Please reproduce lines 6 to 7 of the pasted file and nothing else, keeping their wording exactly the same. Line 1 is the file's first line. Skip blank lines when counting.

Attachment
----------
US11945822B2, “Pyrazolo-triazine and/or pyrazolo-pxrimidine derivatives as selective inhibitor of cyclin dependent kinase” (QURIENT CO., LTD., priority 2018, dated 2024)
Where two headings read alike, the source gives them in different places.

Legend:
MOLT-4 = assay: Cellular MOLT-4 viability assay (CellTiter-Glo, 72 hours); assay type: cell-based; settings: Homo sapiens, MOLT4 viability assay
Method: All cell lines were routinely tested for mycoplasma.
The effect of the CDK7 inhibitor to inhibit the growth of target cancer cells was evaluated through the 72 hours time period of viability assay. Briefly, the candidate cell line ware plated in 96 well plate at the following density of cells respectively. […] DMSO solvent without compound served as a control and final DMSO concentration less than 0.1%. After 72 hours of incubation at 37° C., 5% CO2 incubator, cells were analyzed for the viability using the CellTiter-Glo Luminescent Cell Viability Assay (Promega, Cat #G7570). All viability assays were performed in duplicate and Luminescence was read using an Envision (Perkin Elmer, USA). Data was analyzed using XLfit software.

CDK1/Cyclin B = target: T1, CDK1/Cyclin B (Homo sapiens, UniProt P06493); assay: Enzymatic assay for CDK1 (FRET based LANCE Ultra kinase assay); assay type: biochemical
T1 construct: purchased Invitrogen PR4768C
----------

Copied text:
The effect of the CDK7 inhibitor to inhibit the growth of target cancer cells was evaluated through the 72 hours time period of viability assay. Briefly, the candidate cell line ware plated in 96 well plate at the following density of cells respectively. […] DMSO solvent without compound served as a control and final DMSO concentration less than 0.1%. After 72 hours of incubation at 37° C., 5% CO2 incubator, cells were analyzed for the viability using the CellTiter-Glo Luminescent Cell Viability Assay (Promega, Cat #G7570). All viability assays were performed in duplicate and Luminescence was read using an Envision (Perkin Elmer, USA). Data was analyzed using XLfit software.

CDK1/Cyclin B = target: T1, CDK1/Cyclin B (Homo sapiens, UniProt P06493); assay: Enzymatic assay for CDK1 (FRET based LANCE Ultra kinase assay); assay type: biochemical